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Oxford Handbook of Corpus Phonology

Edited by Jacques Durand, Ulrike Gut, and Gjert Kristoffersen

Offers the first detailed examination of corpus phonology and serves as a practical guide for researchers interested in compiling or using phonological corpora


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The Languages of the Jews: A Sociolinguistic History

By Bernard Spolsky

A vivid commentary on Jewish survival and Jewish speech communities that will be enjoyed by the general reader, and is essential reading for students and researchers interested in the study of Middle Eastern languages, Jewish studies, and sociolinguistics.


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Indo-European Linguistics

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Academic Paper


Title: The Penn Chinese TreeBank: Phrase structure annotation of a large corpus
Author: Naiwen Xue
Institution: University of Pennsylvania
Author: Fei Xia
Institution: University of Pennsylvania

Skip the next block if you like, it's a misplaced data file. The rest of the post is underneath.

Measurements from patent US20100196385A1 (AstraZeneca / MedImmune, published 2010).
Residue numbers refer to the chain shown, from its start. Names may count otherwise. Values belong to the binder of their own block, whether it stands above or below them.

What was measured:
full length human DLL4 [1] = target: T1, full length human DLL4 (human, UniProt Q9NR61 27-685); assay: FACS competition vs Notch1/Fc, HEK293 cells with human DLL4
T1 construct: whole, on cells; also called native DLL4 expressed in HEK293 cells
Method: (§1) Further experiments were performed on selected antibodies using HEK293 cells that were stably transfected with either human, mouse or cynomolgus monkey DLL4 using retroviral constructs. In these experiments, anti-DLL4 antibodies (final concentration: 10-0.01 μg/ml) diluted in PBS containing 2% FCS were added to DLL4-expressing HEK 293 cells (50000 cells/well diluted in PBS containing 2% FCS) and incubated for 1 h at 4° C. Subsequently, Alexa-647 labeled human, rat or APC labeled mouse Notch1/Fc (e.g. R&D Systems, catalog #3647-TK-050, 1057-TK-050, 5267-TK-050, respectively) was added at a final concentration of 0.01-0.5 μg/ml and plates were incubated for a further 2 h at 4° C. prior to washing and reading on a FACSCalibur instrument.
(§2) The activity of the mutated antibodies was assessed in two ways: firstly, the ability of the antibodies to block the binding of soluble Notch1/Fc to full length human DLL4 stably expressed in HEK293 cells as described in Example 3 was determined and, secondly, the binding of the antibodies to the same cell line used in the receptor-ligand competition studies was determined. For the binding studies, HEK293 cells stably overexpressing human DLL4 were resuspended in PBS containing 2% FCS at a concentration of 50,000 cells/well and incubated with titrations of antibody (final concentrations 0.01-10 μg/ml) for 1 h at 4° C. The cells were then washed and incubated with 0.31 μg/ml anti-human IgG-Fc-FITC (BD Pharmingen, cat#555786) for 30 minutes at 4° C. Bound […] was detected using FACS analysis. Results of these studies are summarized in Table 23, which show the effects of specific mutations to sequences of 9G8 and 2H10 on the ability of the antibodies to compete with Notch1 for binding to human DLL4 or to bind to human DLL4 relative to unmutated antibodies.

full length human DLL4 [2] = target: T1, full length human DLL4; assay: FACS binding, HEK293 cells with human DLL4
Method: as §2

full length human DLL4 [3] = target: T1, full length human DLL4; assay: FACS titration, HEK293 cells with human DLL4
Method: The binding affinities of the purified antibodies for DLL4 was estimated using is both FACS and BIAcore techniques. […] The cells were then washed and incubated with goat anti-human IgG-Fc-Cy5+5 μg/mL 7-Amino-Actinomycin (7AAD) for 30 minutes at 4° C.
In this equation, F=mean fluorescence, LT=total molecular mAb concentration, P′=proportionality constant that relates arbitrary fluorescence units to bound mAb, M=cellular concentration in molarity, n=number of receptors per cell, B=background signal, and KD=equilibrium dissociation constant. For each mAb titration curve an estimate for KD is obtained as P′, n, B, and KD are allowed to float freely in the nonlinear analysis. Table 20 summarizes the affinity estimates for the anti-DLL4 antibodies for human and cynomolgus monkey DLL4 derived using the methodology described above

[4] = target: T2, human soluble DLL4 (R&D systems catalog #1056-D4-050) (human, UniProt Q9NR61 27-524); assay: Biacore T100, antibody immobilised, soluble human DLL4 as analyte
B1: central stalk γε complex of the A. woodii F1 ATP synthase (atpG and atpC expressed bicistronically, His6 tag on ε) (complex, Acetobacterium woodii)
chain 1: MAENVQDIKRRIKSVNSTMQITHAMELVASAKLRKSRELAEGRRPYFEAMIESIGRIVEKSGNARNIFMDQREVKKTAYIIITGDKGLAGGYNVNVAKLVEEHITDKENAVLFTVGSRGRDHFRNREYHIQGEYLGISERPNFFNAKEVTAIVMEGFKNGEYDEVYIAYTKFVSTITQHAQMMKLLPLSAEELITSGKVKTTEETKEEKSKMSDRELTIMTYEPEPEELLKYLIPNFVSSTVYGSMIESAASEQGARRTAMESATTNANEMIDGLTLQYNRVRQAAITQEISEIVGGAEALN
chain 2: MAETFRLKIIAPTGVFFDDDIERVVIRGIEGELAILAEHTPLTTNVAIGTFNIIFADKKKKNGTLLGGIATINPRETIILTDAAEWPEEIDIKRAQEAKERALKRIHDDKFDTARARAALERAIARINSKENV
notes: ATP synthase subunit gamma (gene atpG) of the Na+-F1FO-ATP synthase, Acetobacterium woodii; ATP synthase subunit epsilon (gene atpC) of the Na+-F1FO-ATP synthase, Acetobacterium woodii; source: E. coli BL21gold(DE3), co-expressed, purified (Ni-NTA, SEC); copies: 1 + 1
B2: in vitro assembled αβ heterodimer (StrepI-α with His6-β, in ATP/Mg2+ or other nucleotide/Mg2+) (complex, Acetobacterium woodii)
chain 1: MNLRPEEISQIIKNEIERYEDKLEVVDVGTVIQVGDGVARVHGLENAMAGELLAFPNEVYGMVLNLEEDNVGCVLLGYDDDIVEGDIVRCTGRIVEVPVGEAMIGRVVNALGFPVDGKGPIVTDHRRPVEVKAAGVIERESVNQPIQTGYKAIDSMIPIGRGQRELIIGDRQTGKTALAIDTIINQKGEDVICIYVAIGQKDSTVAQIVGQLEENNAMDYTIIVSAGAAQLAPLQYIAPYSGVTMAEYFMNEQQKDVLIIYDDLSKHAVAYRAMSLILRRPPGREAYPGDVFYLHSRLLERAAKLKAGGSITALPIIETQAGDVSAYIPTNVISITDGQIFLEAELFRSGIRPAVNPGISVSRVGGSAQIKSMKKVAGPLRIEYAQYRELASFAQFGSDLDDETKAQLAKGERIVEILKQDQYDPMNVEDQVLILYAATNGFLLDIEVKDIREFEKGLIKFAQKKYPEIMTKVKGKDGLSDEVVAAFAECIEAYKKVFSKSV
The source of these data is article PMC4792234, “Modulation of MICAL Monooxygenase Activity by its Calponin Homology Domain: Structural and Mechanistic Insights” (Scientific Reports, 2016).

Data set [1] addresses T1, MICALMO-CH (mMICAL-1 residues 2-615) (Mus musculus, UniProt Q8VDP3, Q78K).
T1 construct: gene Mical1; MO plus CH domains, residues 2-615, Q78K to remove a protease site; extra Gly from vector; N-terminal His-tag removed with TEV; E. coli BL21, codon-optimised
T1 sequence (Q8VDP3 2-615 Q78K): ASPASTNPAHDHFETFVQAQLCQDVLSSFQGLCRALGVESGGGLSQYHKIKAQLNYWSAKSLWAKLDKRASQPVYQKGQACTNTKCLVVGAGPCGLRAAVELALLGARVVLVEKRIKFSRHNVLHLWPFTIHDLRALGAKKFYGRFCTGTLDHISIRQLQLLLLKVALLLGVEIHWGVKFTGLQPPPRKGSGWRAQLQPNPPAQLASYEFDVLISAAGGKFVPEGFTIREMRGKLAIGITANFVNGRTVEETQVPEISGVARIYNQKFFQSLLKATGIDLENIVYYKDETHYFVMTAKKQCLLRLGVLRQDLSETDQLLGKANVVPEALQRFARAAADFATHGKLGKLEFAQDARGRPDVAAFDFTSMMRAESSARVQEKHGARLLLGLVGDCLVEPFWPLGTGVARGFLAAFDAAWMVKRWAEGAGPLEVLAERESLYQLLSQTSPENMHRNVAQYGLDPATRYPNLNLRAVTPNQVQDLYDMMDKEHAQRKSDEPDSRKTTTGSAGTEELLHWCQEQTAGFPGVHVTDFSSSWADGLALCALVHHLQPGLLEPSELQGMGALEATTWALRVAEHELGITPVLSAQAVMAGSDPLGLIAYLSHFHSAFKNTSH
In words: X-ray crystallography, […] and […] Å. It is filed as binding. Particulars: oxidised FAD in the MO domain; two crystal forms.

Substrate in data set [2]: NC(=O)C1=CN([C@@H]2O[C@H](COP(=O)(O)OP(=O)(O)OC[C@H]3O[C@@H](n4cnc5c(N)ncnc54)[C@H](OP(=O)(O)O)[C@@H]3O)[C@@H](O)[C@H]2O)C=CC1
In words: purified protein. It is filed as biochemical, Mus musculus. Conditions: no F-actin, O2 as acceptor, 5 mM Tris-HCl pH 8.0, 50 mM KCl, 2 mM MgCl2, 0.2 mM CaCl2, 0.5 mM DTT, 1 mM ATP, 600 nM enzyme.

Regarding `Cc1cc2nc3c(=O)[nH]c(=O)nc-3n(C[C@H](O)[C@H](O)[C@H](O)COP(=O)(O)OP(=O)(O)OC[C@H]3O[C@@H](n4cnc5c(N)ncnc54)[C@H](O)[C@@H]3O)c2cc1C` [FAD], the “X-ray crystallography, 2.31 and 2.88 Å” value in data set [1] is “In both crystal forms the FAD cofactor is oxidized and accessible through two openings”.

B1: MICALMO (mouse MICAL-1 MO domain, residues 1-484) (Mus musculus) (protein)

Author: Fu-Dong Chiou
Institution: University of Pennsylvania
Author: Marta Palmer
Institution: University of Pennsylvania
Linguistic Field: Computational Linguistics
Abstract: With growing interest in Chinese Language Processing, numerous NLP tools (e.g., word segmenters, part-of-speech taggers, and parsers) for Chinese have been developed all over the world. However, since no large-scale bracketed corpora are available to the public, these tools are trained on corpora with different segmentation criteria, part-of-speech tagsets and bracketing guidelines, and therefore, comparisons are difficult. As a first step towards addressing this issue, we have been preparing a large bracketed corpus since late 1998. The first two installments of the corpus, 250 thousand words of data, fully segmented, POS-tagged and syntactically bracketed, have been released to the public via LDC (). In this paper, we discuss several Chinese linguistic issues and their implications for our treebanking efforts and how we address these issues when developing our annotation guidelines. We also describe our engineering strategies to improve speed while ensuring annotation quality.

CUP at LINGUIST

This article appears in Natural Language Engineering Vol. 11, Issue 2, which you can read on Cambridge's site or on LINGUIST .



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